Will my hon. Friend agree that these Questions and answers and the votes under discussion show the hideous reality behind all the fine talk about colonial emancipation?
Mr. Wilson Harris:
Is there any particulars in which His Majesty's Government have not completely fulfilled the provisions of the trusteeship articles of the Charter, and will the Government resist any attempt to impose obligations which are outside the Charter altogether?
Can my hon. Friend explain how it is that this country which has the finest record in colonial affairs of any country for the last 30 years, nevertheless, always seems to be appearing at the United Nations as voting against progressive motions.
I set it out quite clearly. Our policy is:
to give the indigenous inhabitants the greatest possible share in controlling the development of their territories.
Can the Government get somebody to represent this country at the United Nations who can make it clear that the colonial policy of this country is as advanced as anything proposed by these peoples at the United Nations? At the moment we are suffering from the disability of being misrepresented right, left and centre by our own representatives.
May I say that we were very fortunate in having the advocacy of the Minister of State from the Foreign Office, who made a magnificent speech on this question in the General Assembly. Furthermore, last year the case was presented by a colonial, Mr. Grantley Adams, who made a great impression, and I do not agree that our case has gone by default at all.
Is it not in fact playing into the hands of those people who are trying to stir up trouble in the Colonies to cast our vote at the United Nations in a way which goes contrary to the magnificent record of everything that this administration is doing in progressive colonial administration?
Mr. Ivor Thomas:
asked the Secretary of State for the Colonies whether, in view of the fact that the procedure laid down in the Charter has not been followed by the United Nations, he proposes to continue to transmit to the Secretary-General information on non-self-governing territories under Article 73 (e) of the Charter.
Yes, Sir. We have accepted this obligation under the Charter and shall continue to discharge it; this does not of course mean that we in any sense acquiesce in the use to which the information is being put, which goes far beyond the provisions of the Charter.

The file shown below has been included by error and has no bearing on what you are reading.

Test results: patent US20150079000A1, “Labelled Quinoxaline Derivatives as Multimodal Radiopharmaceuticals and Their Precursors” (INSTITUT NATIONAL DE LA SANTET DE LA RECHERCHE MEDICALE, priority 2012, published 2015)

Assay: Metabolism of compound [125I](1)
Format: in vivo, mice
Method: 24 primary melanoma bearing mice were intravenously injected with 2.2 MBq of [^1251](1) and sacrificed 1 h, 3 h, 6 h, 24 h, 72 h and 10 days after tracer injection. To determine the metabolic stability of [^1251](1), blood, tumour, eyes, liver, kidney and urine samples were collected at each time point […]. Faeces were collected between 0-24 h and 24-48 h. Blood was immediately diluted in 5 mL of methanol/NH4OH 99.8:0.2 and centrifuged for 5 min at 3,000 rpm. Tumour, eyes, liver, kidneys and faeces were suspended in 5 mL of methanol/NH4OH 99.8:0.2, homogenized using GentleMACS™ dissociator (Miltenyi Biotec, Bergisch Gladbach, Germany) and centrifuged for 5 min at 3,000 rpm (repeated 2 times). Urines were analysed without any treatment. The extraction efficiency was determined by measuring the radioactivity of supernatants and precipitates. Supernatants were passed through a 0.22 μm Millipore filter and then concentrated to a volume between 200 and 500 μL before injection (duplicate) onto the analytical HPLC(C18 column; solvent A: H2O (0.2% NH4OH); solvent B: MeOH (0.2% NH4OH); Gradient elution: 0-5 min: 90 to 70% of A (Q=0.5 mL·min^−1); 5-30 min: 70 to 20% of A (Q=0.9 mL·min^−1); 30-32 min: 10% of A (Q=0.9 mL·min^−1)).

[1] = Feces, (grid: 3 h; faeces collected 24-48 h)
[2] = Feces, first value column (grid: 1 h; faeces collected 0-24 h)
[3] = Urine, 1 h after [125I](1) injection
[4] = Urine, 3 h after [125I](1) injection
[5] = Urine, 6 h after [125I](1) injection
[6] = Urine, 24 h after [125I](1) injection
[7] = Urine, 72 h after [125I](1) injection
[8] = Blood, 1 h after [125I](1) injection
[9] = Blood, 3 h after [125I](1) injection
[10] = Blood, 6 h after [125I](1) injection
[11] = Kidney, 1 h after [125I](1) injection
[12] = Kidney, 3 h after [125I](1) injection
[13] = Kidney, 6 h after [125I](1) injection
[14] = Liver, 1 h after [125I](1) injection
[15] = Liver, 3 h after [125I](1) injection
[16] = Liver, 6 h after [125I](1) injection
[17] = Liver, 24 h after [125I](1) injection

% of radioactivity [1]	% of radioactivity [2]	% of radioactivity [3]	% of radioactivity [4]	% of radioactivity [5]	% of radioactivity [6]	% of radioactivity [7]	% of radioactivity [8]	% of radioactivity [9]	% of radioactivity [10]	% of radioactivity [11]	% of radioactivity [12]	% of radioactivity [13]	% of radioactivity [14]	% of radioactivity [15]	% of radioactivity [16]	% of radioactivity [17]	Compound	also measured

Mr. Ivor Thomas:
Can the hon. Gentleman say definitely if the United Nations does not fulfil its part of the Charter, can we be expected to go on taking this lying down for ever? Will the hon. Gentleman consult other Colonial Powers in order to reach some more satisfactory modus vivendi in this matter?
Could I ask the hon. Gentleman whether there is any intention that a statement shall be made by the Minister of State on his return, and that an opportunity shall be given to the House to debate this extremely important matter which embraces no party political issues and gives great concern to hon. Members in all quarters?
The right hon. Gentleman will recollect that my right hon. Friend, in answer to a Question from the hon. Member for Mid-Bedford (Mr. Lennox-Boyd), promised a full statement on this matter in the form of either a White Paper or a Colonial Paper. The other question which the right hon. Gentleman has raised is a matter for my right hon. Friend the Leader of the House.
Mr. Ivor Thomas:
asked the Secretary of State for the Colonies whether, in view of recent decisions by the United Nations Assembly, he proposes to continue to send a representative to the special committee set up by the General Assembly of the United Nations, outside the Charter, to examine information on non-self-governing territories transmitted to the Secretary-General.
Mr. Ivor Thomas:
asked the Secretary of State for the Colonies whether, in view of recent decisions of the United Nations Assembly, he will give an assurance that there will be no transfer of British responsibility for trust territories and other non-self-governing territories to organs of the United Nations.